You spend hundreds of hours planning your wedding. There is so much to do – choose a color palette, find a venue, hire a caterer, seat your guests. It’s a full time job just keeping up with all of the details. One event that is commonly overlooked, and one that is particularly pivotal, is the wedding rehearsal. Shh… keep this wedding planner’s secrets!
A great rehearsal runs like a dream. It’s quick, efficient, effective, and informative. It’s mercifully free of stress and unsolicited opinions. A bad rehearsal, however, sets you and your wedding party up for confusion, hurt feelings, irritation, and exhaustion.
Which would you prefer the night before your wedding?
If I could only share one tip, it would be to engage the services of a professional wedding coordinator, at least to run the wedding rehearsal and the movements of the wedding day. However, there are a two other essential tips that you must follow if you want to enjoy the perfect rehearsal:
It seems awfully obvious, but planning ahead is essential to a successful rehearsal. Decide everything you can possibly anticipate. The ceremony itself should be written and in the hands of your officiant, complete with musical transitions. Meet with your musicians, your venue, your officiant, and any other performers or role players before the wedding. Answer all of their questions. Make sure they have answered yours. Write everything down.
Creating a wedding day timeline falls under planning ahead, and is very helpful both for the rehearsal and on the big day. Spell out when everything will happen, who will be responsible each responsibility, and give any instructions that you have that will be helpful to your group. You can never be too detailed with your timeline document, so make this a major priority.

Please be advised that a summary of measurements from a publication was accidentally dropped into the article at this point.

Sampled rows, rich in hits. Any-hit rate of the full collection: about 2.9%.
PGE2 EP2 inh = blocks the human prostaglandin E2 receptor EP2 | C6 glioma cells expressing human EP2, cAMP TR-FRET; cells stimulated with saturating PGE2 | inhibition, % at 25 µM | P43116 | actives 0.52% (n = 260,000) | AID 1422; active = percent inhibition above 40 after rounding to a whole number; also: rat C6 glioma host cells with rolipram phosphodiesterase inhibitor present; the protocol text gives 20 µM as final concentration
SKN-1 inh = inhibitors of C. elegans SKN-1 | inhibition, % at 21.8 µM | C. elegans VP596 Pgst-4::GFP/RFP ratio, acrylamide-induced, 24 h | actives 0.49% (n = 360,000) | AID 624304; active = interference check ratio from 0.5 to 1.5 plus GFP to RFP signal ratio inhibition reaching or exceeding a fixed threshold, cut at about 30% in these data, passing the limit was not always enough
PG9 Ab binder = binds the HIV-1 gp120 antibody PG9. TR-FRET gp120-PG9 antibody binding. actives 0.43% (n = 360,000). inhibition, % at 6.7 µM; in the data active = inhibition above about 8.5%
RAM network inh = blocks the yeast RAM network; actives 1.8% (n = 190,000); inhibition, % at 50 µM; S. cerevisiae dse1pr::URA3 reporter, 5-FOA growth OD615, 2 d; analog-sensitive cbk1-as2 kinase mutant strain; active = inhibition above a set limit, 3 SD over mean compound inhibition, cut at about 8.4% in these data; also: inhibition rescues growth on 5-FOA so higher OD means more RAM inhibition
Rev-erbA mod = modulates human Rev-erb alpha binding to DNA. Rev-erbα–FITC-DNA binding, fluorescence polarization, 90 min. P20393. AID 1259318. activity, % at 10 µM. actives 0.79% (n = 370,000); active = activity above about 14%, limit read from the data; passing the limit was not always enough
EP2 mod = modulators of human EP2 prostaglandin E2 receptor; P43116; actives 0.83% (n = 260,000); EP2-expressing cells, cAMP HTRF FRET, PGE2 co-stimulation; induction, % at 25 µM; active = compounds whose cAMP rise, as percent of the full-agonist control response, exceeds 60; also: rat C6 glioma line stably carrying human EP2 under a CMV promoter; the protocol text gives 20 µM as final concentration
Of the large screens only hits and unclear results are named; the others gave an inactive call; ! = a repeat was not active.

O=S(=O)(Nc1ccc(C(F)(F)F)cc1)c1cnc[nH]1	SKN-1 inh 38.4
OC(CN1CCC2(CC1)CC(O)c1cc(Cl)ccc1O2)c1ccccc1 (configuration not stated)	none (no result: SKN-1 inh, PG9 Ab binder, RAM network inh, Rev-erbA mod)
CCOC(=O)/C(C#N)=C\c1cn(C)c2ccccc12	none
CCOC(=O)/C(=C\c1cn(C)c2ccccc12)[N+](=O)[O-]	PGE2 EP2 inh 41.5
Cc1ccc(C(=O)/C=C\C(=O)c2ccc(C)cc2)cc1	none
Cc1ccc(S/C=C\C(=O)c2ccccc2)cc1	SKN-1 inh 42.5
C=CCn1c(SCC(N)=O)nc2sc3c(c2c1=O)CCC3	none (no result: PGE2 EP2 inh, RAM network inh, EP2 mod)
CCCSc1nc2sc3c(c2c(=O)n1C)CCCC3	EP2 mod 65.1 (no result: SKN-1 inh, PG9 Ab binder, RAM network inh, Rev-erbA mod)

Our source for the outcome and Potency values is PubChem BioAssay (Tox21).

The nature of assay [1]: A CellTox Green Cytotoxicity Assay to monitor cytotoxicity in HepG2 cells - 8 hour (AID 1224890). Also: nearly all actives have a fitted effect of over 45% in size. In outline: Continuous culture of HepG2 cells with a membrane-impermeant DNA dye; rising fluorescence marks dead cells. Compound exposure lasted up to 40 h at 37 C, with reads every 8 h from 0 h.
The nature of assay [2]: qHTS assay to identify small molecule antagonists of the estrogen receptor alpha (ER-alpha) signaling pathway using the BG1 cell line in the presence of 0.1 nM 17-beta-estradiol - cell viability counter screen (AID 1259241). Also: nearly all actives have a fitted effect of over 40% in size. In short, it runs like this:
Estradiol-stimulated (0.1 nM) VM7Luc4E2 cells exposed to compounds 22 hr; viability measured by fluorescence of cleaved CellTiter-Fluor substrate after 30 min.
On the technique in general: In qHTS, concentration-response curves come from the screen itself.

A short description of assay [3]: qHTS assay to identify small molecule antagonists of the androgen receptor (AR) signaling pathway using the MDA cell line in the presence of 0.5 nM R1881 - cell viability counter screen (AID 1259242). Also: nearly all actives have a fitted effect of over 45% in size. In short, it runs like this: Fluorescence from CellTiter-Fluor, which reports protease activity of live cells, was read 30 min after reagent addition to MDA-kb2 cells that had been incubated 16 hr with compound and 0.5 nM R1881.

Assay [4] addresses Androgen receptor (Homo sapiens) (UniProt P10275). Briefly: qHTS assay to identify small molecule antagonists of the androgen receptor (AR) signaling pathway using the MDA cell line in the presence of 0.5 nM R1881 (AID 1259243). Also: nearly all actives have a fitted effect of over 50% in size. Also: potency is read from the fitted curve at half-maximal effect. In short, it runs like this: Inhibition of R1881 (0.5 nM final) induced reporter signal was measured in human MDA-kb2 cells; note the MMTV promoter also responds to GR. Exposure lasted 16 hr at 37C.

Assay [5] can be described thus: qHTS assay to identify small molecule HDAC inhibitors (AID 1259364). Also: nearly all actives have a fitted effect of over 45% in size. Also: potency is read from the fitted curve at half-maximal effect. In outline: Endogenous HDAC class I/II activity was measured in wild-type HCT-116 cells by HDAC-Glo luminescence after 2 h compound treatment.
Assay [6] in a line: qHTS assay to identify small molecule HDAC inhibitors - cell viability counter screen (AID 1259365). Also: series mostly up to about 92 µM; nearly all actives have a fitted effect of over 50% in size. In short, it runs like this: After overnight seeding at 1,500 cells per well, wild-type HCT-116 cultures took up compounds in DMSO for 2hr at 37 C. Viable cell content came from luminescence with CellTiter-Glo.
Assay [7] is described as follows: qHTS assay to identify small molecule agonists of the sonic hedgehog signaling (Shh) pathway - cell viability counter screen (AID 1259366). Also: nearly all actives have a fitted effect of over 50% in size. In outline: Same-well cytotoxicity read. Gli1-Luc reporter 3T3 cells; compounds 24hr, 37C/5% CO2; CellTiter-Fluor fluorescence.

Don’t Leave Options Open
Being flexible is a great trait for life success – but rehearsal success depends on some inflexibility. Decide in advance the order of your wedding party entrance. Choose your musical cues. Tell your coordinator, church representative, venue representative, or good friend who will escort you down the aisle, where you want your family to sit, and how you want your names announced at the end of the ceremony.
If you choose to ignore this advice, consider the result. You and your fiancé will be asked, in front of everyone else, in which order the bridal party should stand. You will have to publicly choose between your college roommate and your very sensitive cousin. Your parents, aunts, and uncles all have opinions, and they will definitely share them. Minutes turn into hours and all you know is that you’re standing in the middle of a room of people who are supposed to love you, and they are one judgmental comment away from a fistfight. You just want to get to your party and get your beauty sleep, but that can’t happen until you’ve walked through the entire ceremony at least once. The whole thing could have been avoided if you had taken the time to make the necessary decisions then communicated them with authority.
I promise you, properly attending to your plans and making all of your decisions in advance will make the difference between chaos and peace. That difference the night before your wedding is priceless. Now get planning!